Mark Morris dancer Stacy Martorana talks about her career
Stacy Martorana talks about joining the Mark Morris Dance Group
Mon Mar 25 2013
Time Out New York: What did you work on during that month?
Stacy Martorana: Squaregame was one of the first things I learned. Rune and Tread,which was the first piece Merce saw me do as a RUG. Changing Steps. A lot of that we started with in the first couple rehearsals. And Fast Dance.
Time Out New York: Did you have much contact with him during that period?
Stacy Martorana: In class, the only thing I remember him ever telling me was a note that I would get a couple times: to bend my back knee in attitude more. [Laughs] I remember being introduced to him as a RUG. He knew me from class, but Tim Ward—who I was hired with—and I had to almost be presented to him. That was one of the few interactions as a RUG. And I do remember him coaching us on Tread, and saying, “Make the fast parts faster; make the slow parts slower.” One other thing I remember was Merce coaching us in Rune. When we stand in relevé in parallel and pick our leg up fast and lower it slowly multiple times in battement, he said how he wanted it to go up more quickly and go down more slowly, which of course makes it more challenging.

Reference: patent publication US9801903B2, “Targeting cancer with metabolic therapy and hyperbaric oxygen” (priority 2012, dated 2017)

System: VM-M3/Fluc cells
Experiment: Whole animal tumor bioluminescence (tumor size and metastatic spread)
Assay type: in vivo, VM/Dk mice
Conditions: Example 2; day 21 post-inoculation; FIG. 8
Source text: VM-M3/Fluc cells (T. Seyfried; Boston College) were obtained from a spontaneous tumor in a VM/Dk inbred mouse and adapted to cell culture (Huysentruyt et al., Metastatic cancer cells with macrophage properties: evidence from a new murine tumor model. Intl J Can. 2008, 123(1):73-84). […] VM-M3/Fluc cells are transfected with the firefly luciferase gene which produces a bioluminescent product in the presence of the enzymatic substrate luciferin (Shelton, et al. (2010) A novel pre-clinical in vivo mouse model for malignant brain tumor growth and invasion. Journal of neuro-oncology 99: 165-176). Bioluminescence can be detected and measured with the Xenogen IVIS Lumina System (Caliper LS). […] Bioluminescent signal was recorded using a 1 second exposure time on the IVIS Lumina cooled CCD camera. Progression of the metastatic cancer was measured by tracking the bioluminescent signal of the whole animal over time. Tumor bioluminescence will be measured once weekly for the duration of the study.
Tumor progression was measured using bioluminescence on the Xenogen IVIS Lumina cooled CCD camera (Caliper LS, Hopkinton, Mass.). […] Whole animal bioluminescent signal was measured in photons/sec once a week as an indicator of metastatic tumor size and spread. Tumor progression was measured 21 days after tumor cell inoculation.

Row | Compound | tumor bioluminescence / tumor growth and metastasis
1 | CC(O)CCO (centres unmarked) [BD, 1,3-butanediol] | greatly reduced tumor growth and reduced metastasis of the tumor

Time Out New York: What was that time like for you since you knew that Merce was fading?
Stacy Martorana: I didn’t expect it to happen that soon. I didn’t really know much about his health. I knew it would happen, but I didn’t know it would be a month after. At that time though, I also was just so happy to have that job. What am I trying to say? I was so excited to have that job and to start learning the work and working with the company members. My only experience as a RUG was him basically not being around. So I didn’t know much about the other experience. I heard a lot about it; I got a taste of it. But my experience as a RUG was getting a lot of feedback from the company members, them coaching us a lot. After Merce was gone they fortunately took it upon themselves to help us and teach us, and of course we had coaching from Robert. But it was also that when the company was away on tour, we were on our own. We would sometimes have former company members like Banu [Ogan] and Carol come and coach us, but mainly we were working on our own, learning from videos, running things, doing outreach—a lot of outreach.